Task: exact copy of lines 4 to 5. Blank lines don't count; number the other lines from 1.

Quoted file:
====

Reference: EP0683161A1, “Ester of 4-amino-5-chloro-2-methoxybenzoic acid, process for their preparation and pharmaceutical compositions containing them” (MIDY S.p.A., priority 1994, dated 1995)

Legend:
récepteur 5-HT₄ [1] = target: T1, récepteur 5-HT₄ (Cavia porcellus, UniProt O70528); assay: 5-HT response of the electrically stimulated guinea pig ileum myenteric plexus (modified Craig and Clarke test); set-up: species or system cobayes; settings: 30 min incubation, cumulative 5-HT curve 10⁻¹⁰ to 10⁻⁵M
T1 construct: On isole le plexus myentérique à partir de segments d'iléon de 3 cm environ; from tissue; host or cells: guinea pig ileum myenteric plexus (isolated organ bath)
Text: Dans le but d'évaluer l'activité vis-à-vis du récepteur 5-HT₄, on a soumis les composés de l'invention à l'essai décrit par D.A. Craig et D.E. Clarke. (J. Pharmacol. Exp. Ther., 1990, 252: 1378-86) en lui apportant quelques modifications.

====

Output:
T1 construct: On isole le plexus myentérique à partir de segments d'iléon de 3 cm environ; from tissue; host or cells: guinea pig ileum myenteric plexus (isolated organ bath)
Text: Dans le but d'évaluer l'activité vis-à-vis du récepteur 5-HT₄, on a soumis les composés de l'invention à l'essai décrit par D.A. Craig et D.E. Clarke. (J. Pharmacol. Exp. Ther., 1990, 252: 1378-86) en lui apportant quelques modifications.